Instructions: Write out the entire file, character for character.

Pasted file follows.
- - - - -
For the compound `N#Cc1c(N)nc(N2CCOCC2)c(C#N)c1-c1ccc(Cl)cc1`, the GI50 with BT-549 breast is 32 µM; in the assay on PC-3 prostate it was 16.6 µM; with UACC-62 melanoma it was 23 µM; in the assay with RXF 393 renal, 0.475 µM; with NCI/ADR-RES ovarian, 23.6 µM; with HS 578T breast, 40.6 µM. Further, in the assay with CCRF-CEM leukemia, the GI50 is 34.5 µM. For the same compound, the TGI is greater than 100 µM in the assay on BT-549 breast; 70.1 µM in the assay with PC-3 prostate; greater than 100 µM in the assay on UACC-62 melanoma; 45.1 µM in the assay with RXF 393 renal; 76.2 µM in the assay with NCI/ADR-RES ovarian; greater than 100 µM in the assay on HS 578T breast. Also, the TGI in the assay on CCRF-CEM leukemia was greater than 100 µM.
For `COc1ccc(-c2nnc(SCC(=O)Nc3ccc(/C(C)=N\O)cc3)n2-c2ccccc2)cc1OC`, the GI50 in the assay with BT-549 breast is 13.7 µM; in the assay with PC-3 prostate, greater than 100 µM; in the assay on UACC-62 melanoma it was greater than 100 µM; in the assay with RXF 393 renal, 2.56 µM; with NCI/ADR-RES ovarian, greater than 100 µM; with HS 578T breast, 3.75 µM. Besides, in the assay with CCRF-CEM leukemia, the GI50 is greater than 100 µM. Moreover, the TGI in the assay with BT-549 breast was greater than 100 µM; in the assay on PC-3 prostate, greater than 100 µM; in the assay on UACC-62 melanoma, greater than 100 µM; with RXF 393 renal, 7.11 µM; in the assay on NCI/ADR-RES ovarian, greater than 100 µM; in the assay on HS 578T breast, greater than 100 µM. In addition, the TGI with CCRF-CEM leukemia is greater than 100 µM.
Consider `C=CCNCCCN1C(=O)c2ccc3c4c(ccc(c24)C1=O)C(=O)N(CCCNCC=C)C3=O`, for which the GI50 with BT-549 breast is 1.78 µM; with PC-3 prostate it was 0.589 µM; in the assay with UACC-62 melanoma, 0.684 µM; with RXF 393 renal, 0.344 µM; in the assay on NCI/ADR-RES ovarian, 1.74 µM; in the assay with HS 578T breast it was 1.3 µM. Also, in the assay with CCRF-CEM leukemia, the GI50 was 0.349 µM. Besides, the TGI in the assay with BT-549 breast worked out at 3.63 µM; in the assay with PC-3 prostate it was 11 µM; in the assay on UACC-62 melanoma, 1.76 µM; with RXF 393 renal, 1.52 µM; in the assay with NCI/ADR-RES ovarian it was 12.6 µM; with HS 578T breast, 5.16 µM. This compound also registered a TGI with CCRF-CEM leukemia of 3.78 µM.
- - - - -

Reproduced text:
For the compound `N#Cc1c(N)nc(N2CCOCC2)c(C#N)c1-c1ccc(Cl)cc1`, the GI50 with BT-549 breast is 32 µM; in the assay on PC-3 prostate it was 16.6 µM; with UACC-62 melanoma it was 23 µM; in the assay with RXF 393 renal, 0.475 µM; with NCI/ADR-RES ovarian, 23.6 µM; with HS 578T breast, 40.6 µM. Further, in the assay with CCRF-CEM leukemia, the GI50 is 34.5 µM. For the same compound, the TGI is greater than 100 µM in the assay on BT-549 breast; 70.1 µM in the assay with PC-3 prostate; greater than 100 µM in the assay on UACC-62 melanoma; 45.1 µM in the assay with RXF 393 renal; 76.2 µM in the assay with NCI/ADR-RES ovarian; greater than 100 µM in the assay on HS 578T breast. Also, the TGI in the assay on CCRF-CEM leukemia was greater than 100 µM.
For `COc1ccc(-c2nnc(SCC(=O)Nc3ccc(/C(C)=N\O)cc3)n2-c2ccccc2)cc1OC`, the GI50 in the assay with BT-549 breast is 13.7 µM; in the assay with PC-3 prostate, greater than 100 µM; in the assay on UACC-62 melanoma it was greater than 100 µM; in the assay with RXF 393 renal, 2.56 µM; with NCI/ADR-RES ovarian, greater than 100 µM; with HS 578T breast, 3.75 µM. Besides, in the assay with CCRF-CEM leukemia, the GI50 is greater than 100 µM. Moreover, the TGI in the assay with BT-549 breast was greater than 100 µM; in the assay on PC-3 prostate, greater than 100 µM; in the assay on UACC-62 melanoma, greater than 100 µM; with RXF 393 renal, 7.11 µM; in the assay on NCI/ADR-RES ovarian, greater than 100 µM; in the assay on HS 578T breast, greater than 100 µM. In addition, the TGI with CCRF-CEM leukemia is greater than 100 µM.
Consider `C=CCNCCCN1C(=O)c2ccc3c4c(ccc(c24)C1=O)C(=O)N(CCCNCC=C)C3=O`, for which the GI50 with BT-549 breast is 1.78 µM; with PC-3 prostate it was 0.589 µM; in the assay with UACC-62 melanoma, 0.684 µM; with RXF 393 renal, 0.344 µM; in the assay on NCI/ADR-RES ovarian, 1.74 µM; in the assay with HS 578T breast it was 1.3 µM. Also, in the assay with CCRF-CEM leukemia, the GI50 was 0.349 µM. Besides, the TGI in the assay with BT-549 breast worked out at 3.63 µM; in the assay with PC-3 prostate it was 11 µM; in the assay on UACC-62 melanoma, 1.76 µM; with RXF 393 renal, 1.52 µM; in the assay with NCI/ADR-RES ovarian it was 12.6 µM; with HS 578T breast, 5.16 µM. This compound also registered a TGI with CCRF-CEM leukemia of 3.78 µM.